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Work and the Short Vacation Approach Published: Sunday, October 3, 2004 By: Dr. Manuel Ángel Morales

The strong human drive to be alive and to pursue wisdom is related to two fundamental and inseparable ways: action and ideas; practice and theory; behavior and reflection. We may think about the two as contrary modes, but they converge at the source, and they seek the same end: to celebrate and improve the gift of life. Rather than speaking of theory and practice, as separate ways we can much better start by acknowledging that one cannot exist without the other. When we fail to overcome the fallacy of this apparent paradox, when we quit exploring the creative connection between the two, then both ends fly apart into madness. Practice flies off into frenzy as a frantic and even a violent effort to impose one’s will over the world; and theory flies off into escapism as intent to fly from the world into a realm of false bliss.

Social Sciences research and very distinguished scholars, point to three types of psychologies that describe the movement that some of us make as we work out the relation of these dimensions of our lives. It takes us from separation through alternation and integration. The psychology of separation is the starting point in which we feel forced to make a choice between a reflective and active life. Because the traditional culture tends to value action over reflection, we often begin by choosing a life of activity that can become frantic, that exhausts and fragments our souls. In this case to have stress is to have status! But when stress overcomes us, and we are drained to keep up the pace, we move into the psychology of alternation, which has been called the vacation approach to life. Exhausted by activity, we take a little vacation to refresh ourselves, then jump back into action until we are exhausted again, then we take another vacation until we renew the energy and the cycle goes on.

Alternation is better than separation, but both psychologies show the mistaken notion that reflection and action are mutually exclusive ways of behavior, and entertain a kind of an artificial ethnical dilemma of moving from one position to the other. By moving from separation to alternation we may save ourselves from a terminal collapse, but we don’t explore the relationship of the two poles of the so called paradox, inhibiting the creative possibility of bringing peace, health and wisdom to the two ways of life. Then our active lives become tense and violent, never transformed by reflection and profound thinking; our contemplative lives remain escapist, never transformed by experience and action.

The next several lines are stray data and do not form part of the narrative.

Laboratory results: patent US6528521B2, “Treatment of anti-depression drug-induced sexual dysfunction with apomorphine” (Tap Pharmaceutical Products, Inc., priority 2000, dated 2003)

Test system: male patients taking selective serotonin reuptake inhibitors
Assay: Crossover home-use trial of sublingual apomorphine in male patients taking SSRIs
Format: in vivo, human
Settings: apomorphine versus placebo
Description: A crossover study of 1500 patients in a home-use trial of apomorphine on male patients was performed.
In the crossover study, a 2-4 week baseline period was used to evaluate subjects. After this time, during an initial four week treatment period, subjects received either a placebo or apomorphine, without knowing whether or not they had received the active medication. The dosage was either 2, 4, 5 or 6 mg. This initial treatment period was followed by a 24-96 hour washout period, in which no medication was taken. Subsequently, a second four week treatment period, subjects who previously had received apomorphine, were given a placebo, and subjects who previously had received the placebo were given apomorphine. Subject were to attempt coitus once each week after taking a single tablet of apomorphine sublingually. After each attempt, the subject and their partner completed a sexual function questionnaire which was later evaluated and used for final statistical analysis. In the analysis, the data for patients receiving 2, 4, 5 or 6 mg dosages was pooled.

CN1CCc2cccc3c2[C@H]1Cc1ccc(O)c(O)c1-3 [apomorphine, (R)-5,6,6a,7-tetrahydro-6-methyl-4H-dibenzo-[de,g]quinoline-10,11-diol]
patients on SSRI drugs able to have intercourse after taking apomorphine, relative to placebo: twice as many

I have to confess that I have lived a long time with the psychology of alternation, but have been able to move slowly to the third psychology of integration. This is a breakthrough into the paradox and we are more likely to live a productive life if we better understand what happens at this point. The real break-through is achieved by people who throw themselves so deeply into action that no vacation can help them. They become profoundly exhausted and they are forced to give up all efforts to manage, direct and guide their lives. Arriving at this point, the only way out is cultivating a more constructive psychology, in the human and institutional sense.

This point to the psychology of integration where we discover that reflection and action are so coupled that features that we associated with one are always found at heart of the other. Action involves expression, experimentation, discovery and reformation of our lives and of our reality. Behavior is any way we can co-create reality with other beings and with the spirit.

To be fully alive is to meditate, to pray and to reflect, and also to show humility. It is to unveil the inadequate fantasies that masquerade reality and reveal reality, in its richness behind the masks.

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